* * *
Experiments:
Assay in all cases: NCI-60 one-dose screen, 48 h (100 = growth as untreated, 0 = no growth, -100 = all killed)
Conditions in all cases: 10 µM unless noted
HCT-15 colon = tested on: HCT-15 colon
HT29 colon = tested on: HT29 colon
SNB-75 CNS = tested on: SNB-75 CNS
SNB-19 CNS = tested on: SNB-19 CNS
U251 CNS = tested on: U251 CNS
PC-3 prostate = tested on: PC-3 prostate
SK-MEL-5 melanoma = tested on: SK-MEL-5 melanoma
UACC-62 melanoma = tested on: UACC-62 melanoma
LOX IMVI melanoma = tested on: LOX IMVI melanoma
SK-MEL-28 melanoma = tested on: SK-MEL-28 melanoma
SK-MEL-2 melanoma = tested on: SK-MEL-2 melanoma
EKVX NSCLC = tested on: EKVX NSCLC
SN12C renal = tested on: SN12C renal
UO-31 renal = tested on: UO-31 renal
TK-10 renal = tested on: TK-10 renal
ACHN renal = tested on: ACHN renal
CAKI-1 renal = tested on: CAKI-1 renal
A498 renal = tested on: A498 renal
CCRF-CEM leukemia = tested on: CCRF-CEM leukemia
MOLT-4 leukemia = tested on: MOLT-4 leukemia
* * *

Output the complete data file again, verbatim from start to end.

Experiments:
Assay in all cases: NCI-60 one-dose screen, 48 h (100 = growth as untreated, 0 = no growth, -100 = all killed)
Conditions in all cases: 10 µM unless noted
HCT-15 colon = tested on: HCT-15 colon
HT29 colon = tested on: HT29 colon
SNB-75 CNS = tested on: SNB-75 CNS
SNB-19 CNS = tested on: SNB-19 CNS
U251 CNS = tested on: U251 CNS
PC-3 prostate = tested on: PC-3 prostate
SK-MEL-5 melanoma = tested on: SK-MEL-5 melanoma
UACC-62 melanoma = tested on: UACC-62 melanoma
LOX IMVI melanoma = tested on: LOX IMVI melanoma
SK-MEL-28 melanoma = tested on: SK-MEL-28 melanoma
SK-MEL-2 melanoma = tested on: SK-MEL-2 melanoma
EKVX NSCLC = tested on: EKVX NSCLC
SN12C renal = tested on: SN12C renal
UO-31 renal = tested on: UO-31 renal
TK-10 renal = tested on: TK-10 renal
ACHN renal = tested on: ACHN renal
CAKI-1 renal = tested on: CAKI-1 renal
A498 renal = tested on: A498 renal
CCRF-CEM leukemia = tested on: CCRF-CEM leukemia
MOLT-4 leukemia = tested on: MOLT-4 leukemia